By: Annika Getz
‘Six of Crows’ is a fantasy fiction novel written by Leigh Bardugo, with a sequel called ‘Crooked Kingdom’. It’s an amazing book, and there are a lot of things I love about it.
One thing I adore about this book is the dialogue and banter between the characters. It’s entertaining and interesting to read through their interactions. It also keeps the book a bit more light-hearted and fun. This is not to say that the story is all sunshine and rainbows. It’s deliciously dark, and filled with malice, which is why the witty banter and joking dialogue is so refreshing.
Another great thing about this book is how lovable the characters are. Each one is relatable and easy to connect with. I found myself immediately attached to them, which made the book all the more enjoyable.
Sticking with the topic of characters, I have to say that another thing I loved was the development each character went through throughout the duology. They ended up being well rounded and flawed characters. This made them feel more real, and engulfed me further into the story.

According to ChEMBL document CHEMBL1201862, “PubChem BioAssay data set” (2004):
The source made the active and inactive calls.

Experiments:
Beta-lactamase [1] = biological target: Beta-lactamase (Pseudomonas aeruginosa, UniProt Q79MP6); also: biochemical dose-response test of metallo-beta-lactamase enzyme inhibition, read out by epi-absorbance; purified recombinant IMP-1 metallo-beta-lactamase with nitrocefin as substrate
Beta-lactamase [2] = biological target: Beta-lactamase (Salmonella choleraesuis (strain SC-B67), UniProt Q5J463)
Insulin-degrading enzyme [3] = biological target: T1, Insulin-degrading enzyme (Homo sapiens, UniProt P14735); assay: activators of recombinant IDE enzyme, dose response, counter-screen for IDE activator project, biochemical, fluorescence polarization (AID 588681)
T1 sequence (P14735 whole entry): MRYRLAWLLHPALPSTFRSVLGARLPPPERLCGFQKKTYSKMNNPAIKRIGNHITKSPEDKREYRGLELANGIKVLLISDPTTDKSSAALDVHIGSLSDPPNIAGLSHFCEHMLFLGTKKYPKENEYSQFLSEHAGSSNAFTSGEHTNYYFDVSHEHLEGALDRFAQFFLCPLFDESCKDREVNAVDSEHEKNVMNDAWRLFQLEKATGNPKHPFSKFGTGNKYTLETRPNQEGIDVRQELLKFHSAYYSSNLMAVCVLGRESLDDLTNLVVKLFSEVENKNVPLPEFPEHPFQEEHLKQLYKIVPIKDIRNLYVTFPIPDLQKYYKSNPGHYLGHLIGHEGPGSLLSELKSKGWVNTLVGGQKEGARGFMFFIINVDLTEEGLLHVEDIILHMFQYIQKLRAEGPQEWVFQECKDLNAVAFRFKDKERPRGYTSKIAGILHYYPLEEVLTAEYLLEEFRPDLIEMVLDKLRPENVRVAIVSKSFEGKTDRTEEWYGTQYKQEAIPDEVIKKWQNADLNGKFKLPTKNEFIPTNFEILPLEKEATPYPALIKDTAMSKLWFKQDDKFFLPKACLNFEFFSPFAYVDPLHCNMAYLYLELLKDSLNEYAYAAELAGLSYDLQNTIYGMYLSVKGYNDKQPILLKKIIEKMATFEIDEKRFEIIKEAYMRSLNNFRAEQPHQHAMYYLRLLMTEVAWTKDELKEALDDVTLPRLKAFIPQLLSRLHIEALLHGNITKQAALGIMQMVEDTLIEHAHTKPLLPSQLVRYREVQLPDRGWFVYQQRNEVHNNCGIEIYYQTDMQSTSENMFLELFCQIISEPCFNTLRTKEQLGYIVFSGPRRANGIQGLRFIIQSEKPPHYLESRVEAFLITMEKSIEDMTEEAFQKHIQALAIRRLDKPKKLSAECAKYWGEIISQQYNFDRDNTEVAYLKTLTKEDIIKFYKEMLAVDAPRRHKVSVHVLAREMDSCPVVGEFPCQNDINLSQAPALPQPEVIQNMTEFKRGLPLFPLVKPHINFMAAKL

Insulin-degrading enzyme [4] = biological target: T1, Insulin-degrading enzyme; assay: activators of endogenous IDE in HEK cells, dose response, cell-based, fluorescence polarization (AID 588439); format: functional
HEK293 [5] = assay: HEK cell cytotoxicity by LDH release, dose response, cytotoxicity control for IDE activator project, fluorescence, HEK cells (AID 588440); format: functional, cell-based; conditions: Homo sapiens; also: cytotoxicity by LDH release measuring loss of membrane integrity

Something else I loved was simply how amazing the plot was. It was entertaining and captivating. Once the story really took off (since the first bit is just set up obviously), I was never bored while reading. It kept me entranced throughout the whole book.
This brings me to my next point, which is that the book really keeps you on the edge of your seat. The suspense is wonderful, it keeps you captivated and really brings you into the story. It’s almost like you’re really there with the characters, going on their adventures with them.
My final point, and perhaps my favorite thing about the book, is that there is so much representation. There are POC characters, LGBTQIA+ characters, characters with disabilities, characters who struggle with addiction, and so much more. But one thing that I loved about the representation was that most of it wasn’t a big deal. The entire characters weren’t based around their sexualities or their disabilities, it was just a part of them. It was refreshing to see characters who faced no invalidation whatsoever.
So there you have it. Six reasons I’d suggest reading the ‘Six of Crows’ duology.